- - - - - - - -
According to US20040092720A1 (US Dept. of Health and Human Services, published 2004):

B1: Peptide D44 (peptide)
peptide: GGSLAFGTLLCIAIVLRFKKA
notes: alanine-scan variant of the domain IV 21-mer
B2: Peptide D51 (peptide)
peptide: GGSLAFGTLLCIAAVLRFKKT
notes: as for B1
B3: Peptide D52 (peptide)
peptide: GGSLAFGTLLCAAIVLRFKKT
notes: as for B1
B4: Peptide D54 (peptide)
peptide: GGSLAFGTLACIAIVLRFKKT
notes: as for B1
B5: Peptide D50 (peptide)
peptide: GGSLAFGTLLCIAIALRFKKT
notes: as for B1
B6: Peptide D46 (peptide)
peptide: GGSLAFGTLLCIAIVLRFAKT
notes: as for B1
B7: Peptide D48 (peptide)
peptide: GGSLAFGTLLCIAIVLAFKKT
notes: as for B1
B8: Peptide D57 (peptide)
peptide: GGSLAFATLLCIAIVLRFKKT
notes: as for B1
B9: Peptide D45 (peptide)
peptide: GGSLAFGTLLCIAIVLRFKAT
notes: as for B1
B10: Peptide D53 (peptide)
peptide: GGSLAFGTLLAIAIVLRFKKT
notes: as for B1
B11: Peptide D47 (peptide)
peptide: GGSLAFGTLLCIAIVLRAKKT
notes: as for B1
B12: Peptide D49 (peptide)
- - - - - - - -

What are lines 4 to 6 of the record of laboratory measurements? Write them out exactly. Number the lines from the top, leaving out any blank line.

notes: alanine-scan variant of the domain IV 21-mer
B2: Peptide D51 (peptide)
peptide: GGSLAFGTLLCIAAVLRFKKT